Let us define as the random variable that represents the number of spikes in the time interval . For the RA coding, the probability density function (pdf) of getting n spikes in the time interval of length T is obtained by
where is the instantaneous rate of the nerve fiber that depends on both the time and the physical parameter . Given the RA pdf (Eq. (16)), the resulting Cramer–Rao lower bound (CRLB) is obtained by 
where is the average rate.
For the AI coding, the probability density function of getting successive neural spikes at a set of time instances is , where is obtained by
The resulting CRLB was derived by Bar David , which yields
In every unbiased system, the following relations hold:
In an optimal unbiased system, the standard deviation of the estimator can achieve the lower bounds. Since (Eq. 15), can be estimated by calculating or . Comparing the estimated thresholds to experimental results can resolve the question whether the brain estimates the auditory thresholds according to RA or AI coding.
In order to apply the above-mentioned method for determining the auditory threshold, we should consider the responses of all 30,000 AN fibers that innervate each ear. Since the AN fibers are statistically independent , the d′ theorem can be applied, which yields
where M is the number of nerve fibers and is the d′ (Eq. 14) that was derived for the mth fiber. Moreover,
where is the standard deviation of the estimator obtained by the mth fiber. Since the threshold is obtained when , it implies that in an optimal system,
where is the CRLB of the mth fiber.
Let us define the number of fibers attached to each location along the cochlear partition as . Thus, , where is the cochlear length. For every location, three IRs were derived (Eq. 13), which correspond to the HSR, MSR, and LSR fibers, respectively. They are distributed uniformly along the cochlear partition with corresponding weights (see Table 1). Therefore,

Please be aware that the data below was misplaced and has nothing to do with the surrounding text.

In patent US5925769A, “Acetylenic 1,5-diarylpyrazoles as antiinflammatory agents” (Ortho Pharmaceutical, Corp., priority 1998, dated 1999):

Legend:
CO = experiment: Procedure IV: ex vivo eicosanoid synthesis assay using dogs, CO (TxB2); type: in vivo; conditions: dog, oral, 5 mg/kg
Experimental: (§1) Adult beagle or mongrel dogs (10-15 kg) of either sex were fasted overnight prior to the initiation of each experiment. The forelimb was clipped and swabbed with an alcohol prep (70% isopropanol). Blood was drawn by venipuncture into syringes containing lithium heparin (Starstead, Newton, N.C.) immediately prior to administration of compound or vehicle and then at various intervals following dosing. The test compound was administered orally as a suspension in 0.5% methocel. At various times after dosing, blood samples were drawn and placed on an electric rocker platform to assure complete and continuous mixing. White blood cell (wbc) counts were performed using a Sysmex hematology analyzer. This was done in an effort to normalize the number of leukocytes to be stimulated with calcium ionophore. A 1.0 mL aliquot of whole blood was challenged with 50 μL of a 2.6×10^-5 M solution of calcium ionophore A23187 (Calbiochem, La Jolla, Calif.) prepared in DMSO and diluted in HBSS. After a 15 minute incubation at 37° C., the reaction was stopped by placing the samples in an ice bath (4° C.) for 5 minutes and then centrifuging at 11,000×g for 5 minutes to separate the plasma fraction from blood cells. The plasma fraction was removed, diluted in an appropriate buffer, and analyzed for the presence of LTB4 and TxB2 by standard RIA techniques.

Replacing CRLB in Eq. (24) with the corresponding or , is estimated by either RATE or AI coding.
In order to calculate both and , the derivative of the instantaneous rate should be derived. We have used the following approximation:
Therefore, in deriving for any stimulus , the IRs for both stimuli and should be calculated. Two types of thresholds will be presented for tones in quiet and in the presence of noise. The quiet threshold was derived by substituting that yielded . For the thresholds in the presence of noise, is equal to the noise, and is equal to the noise +tone with a level of .
We have calculated the amplitude thresholds as a function of frequency while using both types of coding, RA and AI. The derived thresholds are shown in Figure 7 along with normal equal-loudness-level contour at threshold (ISO 226:2003) . The rate coding successfully predicts the ISO 226 standard while the AI coding yielded performances that are better by a few decibels. This difference was not sufficient for deciding what type of coding is used by the brain in order to determine the absolute thresholds. Deriving the thresholds in the presence of noise revealed a more significant difference between the two types of coding.
In order to present the threshold of tones in the presence of noise, the smallest perceivable difference is presented in terms of difference limen (DL), which are defined as
where corresponds to the noise level in Volts and is the derived JND of the tone level in Volts. Figure 8 represents the DL of tones as a function of noise level for different frequencies. The noise was Gaussian white noise. The tone thresholds were derived by both types of coding (RA and AI), and they are presented in Figure 8 along with experimental data from Miller [54, 55]. Both types of coding succeeded in predicting the experimental result that the dependence of DL on noise level is independent of the tone’s frequency. However, only RA coding yielded similar values of DL as a function of noise level. The AI coding revealed DL values that were lower by order of magnitude than the experimental result. This result convinced us that the brain is using rate coding in order to estimate tone amplitude.